Largemouth Bass

Northern Largemouth Bass (Micropterus salmoides salmoides)

Florida Largemouth Bass (Micropterus salmoides floridanus)

Common Names: Largemouth Bass, Mossback, Bigmouth Bass, Bucket Mouth, Black Bass, Bayou Bass, Lineside

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Largemouth bass 2

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 No matter what name you call it, the largemouth bass is the king of freshwater sportfish in Texas and the contiguous United States. It has been stocked around the world as a sport and food fish species including Japan where it has produced record catches and China where it is aquacultured for food. The largemouth bass is the most sought-after fish in Texas. According to the Texas Parks and Wildlife Department ( “When anglers were asked to name the fish you prefer to catch in freshwater in Texas, they chose largemouth bass three to one over striped bass, four to one over white bass, nearly five to one over channel catfish, and nearly ten to one over flathead catfish and white crappie.” 

Range: The native range of the largemouth bass is from the St. Lawrence River drainage and Great Lakes, Hudson Bay, and Mississippi River drainage from southern Quebec to Minnesota and south to the Gulf of Mexico; Atlantic Slope drainages from North Carolina to Florida; Gulf Slope drainages from southern Florida into northern Mexico (Page and Burr 2011). The largemouth bass is now found in most suitable habitat across the United States, including ponds, lakes, reservoirs, and rivers from Washington state to Florida and Maine to California. The largemouth bass is one of the most widely distributed fish in the world. This is due in large part to its popularity as a sportfish. This popularity has lead to the introduction of largemouth bass populations into many areas where they are not native. Their current range includes the U.S., Canada, Central America, South America, South Africa, Europe, Guam, Japan, Lebanon, New Zealand, China, and the Philippines.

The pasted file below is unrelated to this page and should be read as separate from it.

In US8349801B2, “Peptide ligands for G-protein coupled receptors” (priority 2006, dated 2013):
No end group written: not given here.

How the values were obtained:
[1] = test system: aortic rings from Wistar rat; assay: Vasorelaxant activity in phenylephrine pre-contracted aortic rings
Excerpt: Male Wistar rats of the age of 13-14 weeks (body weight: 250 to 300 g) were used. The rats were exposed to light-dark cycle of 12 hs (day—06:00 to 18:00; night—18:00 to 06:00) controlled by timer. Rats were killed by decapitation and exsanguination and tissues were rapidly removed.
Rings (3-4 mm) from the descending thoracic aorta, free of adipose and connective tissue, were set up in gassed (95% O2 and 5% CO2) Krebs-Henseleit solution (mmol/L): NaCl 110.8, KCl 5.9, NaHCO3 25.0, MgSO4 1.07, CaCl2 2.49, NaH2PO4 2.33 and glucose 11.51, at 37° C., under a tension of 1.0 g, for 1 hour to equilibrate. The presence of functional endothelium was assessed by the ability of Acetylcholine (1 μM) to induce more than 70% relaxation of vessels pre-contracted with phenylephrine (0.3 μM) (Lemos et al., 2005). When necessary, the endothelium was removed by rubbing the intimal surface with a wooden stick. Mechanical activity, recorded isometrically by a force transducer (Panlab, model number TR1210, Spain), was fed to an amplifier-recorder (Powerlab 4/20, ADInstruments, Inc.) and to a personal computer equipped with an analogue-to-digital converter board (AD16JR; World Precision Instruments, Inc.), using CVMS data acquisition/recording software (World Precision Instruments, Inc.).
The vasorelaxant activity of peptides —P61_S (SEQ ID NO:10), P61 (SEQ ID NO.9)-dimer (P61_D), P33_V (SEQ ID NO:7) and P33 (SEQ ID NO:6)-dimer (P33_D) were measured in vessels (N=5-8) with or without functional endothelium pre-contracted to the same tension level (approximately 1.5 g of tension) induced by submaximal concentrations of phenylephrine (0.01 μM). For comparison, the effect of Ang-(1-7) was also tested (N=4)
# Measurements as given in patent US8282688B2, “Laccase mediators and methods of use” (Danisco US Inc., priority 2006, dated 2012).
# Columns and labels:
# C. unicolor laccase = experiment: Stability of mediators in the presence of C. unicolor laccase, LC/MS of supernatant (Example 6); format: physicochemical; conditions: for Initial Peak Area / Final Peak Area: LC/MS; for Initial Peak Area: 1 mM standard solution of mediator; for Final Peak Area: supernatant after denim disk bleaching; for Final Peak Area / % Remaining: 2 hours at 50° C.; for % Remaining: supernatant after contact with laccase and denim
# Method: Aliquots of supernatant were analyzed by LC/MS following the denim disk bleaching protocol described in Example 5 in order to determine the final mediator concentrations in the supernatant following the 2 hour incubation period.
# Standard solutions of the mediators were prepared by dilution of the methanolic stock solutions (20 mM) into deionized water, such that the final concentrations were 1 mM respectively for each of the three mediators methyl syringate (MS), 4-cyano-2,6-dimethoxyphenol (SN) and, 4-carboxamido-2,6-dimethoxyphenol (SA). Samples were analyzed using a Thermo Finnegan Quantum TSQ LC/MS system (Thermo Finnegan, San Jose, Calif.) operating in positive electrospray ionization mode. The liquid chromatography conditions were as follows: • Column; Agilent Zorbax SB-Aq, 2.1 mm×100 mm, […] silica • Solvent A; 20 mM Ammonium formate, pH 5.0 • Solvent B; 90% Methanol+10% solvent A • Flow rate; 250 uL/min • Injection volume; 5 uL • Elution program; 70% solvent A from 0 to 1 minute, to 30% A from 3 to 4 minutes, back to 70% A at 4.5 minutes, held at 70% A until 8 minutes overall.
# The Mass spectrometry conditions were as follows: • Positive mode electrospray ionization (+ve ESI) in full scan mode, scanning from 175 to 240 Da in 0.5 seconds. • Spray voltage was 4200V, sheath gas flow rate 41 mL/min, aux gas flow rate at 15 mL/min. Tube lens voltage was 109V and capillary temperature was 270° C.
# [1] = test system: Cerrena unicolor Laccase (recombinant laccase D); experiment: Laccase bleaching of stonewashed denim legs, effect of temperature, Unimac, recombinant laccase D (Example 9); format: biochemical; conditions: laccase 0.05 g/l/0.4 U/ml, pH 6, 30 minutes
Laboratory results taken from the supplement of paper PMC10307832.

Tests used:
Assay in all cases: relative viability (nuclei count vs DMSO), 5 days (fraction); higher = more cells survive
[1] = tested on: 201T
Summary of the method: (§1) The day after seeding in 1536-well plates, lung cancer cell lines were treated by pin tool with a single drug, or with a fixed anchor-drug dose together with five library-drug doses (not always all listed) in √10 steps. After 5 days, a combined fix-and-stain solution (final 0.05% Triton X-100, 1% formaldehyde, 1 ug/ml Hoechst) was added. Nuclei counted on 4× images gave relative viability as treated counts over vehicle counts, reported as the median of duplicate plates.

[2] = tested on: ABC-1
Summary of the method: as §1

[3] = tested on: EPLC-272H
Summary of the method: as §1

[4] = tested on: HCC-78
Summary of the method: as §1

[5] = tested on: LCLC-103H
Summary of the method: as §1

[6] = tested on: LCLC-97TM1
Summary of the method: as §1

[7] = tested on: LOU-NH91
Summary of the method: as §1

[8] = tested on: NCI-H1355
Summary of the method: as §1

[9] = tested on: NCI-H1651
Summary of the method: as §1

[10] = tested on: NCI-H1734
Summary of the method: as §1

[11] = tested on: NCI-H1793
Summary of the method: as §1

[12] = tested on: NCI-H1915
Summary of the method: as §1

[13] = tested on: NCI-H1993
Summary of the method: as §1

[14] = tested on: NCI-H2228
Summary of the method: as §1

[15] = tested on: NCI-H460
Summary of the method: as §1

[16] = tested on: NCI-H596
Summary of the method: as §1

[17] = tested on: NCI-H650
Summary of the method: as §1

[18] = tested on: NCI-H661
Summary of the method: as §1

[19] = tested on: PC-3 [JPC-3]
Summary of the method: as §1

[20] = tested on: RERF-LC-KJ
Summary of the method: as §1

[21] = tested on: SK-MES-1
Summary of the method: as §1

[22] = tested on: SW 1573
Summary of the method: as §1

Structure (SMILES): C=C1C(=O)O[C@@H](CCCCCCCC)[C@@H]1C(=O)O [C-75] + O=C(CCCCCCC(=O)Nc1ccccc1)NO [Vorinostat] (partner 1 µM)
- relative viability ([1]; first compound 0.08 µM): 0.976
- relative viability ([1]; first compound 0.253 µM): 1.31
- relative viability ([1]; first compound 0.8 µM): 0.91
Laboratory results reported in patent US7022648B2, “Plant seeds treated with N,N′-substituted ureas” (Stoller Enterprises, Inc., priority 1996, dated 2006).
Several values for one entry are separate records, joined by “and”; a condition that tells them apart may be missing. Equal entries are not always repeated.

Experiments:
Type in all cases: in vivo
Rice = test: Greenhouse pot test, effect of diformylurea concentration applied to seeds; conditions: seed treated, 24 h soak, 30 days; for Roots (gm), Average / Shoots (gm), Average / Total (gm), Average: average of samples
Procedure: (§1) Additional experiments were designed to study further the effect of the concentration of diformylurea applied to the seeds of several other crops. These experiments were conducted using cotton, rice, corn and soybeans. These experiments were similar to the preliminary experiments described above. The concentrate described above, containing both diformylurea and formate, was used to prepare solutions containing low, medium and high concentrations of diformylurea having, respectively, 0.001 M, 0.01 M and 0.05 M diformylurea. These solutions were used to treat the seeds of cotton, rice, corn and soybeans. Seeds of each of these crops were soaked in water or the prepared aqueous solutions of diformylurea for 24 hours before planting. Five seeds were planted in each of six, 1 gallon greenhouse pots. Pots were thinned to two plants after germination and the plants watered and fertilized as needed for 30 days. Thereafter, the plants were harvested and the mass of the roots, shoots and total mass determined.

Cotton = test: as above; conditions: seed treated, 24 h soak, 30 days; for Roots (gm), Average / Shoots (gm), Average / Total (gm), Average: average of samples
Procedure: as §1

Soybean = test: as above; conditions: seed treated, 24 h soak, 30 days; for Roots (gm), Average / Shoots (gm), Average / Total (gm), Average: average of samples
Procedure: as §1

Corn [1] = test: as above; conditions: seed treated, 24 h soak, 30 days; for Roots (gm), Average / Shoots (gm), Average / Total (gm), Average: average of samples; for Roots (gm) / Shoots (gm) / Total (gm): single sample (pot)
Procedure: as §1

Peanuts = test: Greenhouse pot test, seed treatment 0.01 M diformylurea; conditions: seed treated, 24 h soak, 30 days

Description: The largemouth bass (Micropterus salmoides) is a member of the sunfish family (Centrarchidae) along with sunfish or breams (Lepomis spp.), crappies (Pomoxis spp.) and several other genera. Members of the genus Micropterus are known as the black basses. Largemouth bass have a large, slightly upward sloping mouth. The body is slender (especially when young) to robust, slightly flattened from side to side,  producing an oval appearance in cross section. When closed, the corner of the mouth extends well past the eye, hence the common name.  Largemouth bass have a divided dorsal fin (spiny front dorsal; soft-rayed rear dorsal) with the front dorsal containing nine spines and the soft-rayed dorsal containing 12 to 13 soft rays. Largemouth bass are most commonly  green to light olive green above, but can appear as light or “washed out” grey as their color varies (and changes) based upon water clarity, light exposure, and temperature. Dark blotches along the side may be present to form a horizontal stripe along the middle of the fish along the sides, although this feature may be less obvious on many individuals. The belly and underside can range in color from white to light green.